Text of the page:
Friday, March 25, 2011


The Strawberry Girls & Ella Flagg Young School Principal Crystal Bell, with all the student participants in the Cricket Community Voices Project. (Photo by Brad)

The Strawberry Girls are beautiful, strong-willed, and dedicated to eradicating all forms of violence and to saving the world. A big order? Not for  these Super Women!
    Thanks to a Cricket Community Voices Grant, the Strawberry Girls are able to reward students at Ella Flagg Young School with gift cards, journals, and laptop computers as prizes for an essay contest they launched entitled: Letters to the President – How can I be an example of positive leadership in my community?
    The Strawberry Girls are a youth organization that exists to prevent bullying, as well as verbal and physical violence in schools. They have worked in the Austin community and are excited about this project because they focused on how children in minority communities are portrayed in the media. They told the student participants, “We are not animals and we are not bad news. We are Change!” They want to shine a light on children who are striving to do well and believe in change.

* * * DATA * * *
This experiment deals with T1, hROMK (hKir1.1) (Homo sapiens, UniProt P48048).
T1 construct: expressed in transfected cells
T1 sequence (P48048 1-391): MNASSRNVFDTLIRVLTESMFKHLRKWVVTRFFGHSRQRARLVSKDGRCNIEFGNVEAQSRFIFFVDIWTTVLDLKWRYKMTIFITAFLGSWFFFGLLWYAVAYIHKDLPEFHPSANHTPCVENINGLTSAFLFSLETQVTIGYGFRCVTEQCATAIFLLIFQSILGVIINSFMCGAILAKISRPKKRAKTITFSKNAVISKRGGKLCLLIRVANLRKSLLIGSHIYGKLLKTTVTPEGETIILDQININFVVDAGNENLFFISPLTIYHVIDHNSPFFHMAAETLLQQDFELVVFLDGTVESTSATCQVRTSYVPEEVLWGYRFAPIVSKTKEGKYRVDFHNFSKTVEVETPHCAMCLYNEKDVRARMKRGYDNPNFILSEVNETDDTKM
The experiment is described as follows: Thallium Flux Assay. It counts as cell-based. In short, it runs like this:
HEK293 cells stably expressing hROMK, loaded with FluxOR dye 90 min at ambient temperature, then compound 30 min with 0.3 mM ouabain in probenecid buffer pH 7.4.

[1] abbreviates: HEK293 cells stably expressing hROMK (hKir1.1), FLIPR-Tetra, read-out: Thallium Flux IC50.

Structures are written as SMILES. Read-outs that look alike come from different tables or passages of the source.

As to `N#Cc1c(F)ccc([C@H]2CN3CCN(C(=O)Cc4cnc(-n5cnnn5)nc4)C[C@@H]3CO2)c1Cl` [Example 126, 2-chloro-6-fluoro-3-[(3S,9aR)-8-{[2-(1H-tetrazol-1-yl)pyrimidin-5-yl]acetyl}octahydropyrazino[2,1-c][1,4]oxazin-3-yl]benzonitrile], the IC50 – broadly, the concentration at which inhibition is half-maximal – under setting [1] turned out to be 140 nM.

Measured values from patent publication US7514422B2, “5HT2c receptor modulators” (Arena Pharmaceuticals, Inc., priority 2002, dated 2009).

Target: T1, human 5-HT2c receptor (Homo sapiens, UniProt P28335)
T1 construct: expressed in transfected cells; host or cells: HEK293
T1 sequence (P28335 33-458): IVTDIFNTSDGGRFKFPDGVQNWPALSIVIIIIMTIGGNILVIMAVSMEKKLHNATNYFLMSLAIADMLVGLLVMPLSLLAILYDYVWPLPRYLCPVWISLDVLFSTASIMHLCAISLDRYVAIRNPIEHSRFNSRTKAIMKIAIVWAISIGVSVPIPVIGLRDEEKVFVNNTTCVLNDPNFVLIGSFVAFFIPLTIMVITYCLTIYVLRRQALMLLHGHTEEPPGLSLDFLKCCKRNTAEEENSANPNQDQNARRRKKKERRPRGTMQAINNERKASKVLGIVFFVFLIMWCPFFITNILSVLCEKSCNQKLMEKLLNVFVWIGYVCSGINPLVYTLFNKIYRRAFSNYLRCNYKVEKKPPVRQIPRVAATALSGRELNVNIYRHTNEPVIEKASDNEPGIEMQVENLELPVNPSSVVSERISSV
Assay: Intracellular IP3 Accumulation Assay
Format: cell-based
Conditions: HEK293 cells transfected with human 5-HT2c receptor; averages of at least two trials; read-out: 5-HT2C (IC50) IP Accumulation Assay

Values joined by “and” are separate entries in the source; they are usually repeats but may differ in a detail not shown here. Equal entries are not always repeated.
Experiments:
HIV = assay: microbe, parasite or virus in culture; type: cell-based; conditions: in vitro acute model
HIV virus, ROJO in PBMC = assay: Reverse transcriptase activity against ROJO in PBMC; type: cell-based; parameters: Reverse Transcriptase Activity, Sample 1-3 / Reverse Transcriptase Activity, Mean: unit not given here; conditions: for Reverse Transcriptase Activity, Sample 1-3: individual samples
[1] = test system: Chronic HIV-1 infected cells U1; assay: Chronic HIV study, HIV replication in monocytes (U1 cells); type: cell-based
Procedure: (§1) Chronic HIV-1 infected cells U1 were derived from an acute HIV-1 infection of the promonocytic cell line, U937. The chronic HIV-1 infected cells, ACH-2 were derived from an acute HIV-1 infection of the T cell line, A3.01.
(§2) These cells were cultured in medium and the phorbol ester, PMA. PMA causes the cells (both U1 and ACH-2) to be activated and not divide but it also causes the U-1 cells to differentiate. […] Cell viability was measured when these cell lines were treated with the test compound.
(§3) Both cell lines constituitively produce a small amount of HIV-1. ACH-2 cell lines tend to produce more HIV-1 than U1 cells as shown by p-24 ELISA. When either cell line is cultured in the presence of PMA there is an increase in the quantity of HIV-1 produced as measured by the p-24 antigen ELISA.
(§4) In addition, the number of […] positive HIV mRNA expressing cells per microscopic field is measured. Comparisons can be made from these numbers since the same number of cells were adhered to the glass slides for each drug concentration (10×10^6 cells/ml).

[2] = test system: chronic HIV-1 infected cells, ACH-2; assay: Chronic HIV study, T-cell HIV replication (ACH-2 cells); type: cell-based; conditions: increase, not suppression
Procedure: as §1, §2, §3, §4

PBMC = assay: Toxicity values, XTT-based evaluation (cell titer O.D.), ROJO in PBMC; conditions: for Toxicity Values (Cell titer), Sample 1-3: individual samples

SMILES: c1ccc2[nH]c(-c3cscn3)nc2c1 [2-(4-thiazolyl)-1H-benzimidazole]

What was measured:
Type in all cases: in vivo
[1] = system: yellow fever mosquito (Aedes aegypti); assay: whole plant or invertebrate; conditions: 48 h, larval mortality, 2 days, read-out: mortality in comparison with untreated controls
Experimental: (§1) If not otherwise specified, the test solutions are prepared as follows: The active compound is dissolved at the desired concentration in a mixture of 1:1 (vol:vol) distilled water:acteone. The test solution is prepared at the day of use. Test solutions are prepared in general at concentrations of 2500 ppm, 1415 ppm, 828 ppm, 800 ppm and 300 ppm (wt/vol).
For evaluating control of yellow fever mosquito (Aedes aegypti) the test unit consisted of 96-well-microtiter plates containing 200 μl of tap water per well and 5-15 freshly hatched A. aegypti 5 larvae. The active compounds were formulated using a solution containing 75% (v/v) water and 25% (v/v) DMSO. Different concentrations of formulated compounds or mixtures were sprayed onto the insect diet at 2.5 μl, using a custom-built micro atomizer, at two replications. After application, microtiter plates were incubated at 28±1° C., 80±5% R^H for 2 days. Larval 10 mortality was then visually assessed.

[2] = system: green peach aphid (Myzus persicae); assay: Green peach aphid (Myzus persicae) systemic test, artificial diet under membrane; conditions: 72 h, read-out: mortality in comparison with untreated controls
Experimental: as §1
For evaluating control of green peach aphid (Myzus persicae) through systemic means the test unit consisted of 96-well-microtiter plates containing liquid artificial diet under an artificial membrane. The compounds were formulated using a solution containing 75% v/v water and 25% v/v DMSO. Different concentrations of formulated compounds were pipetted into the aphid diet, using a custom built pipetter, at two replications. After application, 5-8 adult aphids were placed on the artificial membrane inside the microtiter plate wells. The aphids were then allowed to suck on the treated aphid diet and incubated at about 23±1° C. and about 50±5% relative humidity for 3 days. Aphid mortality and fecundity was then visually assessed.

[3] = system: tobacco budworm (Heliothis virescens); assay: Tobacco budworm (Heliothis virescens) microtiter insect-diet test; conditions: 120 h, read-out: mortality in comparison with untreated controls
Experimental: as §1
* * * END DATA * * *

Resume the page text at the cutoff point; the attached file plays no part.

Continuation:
President Obama is recognized as one of the inspirational leaders for change, so the students wrote to him about their dreams and concerns. The Strawberry Girls were extremely impressed with the honesty and strength of the students as expressed in their letters.
    Nikita Adams is President of the Strawberry Girls. Her daughters, Nakia and Nadia Adams are the founders. Nikita expresses that her daughters give her the courage to continue to fight against verbal and physical violence.
    Barbara Foster was Assistant Director of the Strawberry Girls, but she has now taken on the volunteer leadership role of Ambassador of Youth Affairs. She says she works with youth because she is obligated to do so. “If I don’t do my part, who will?”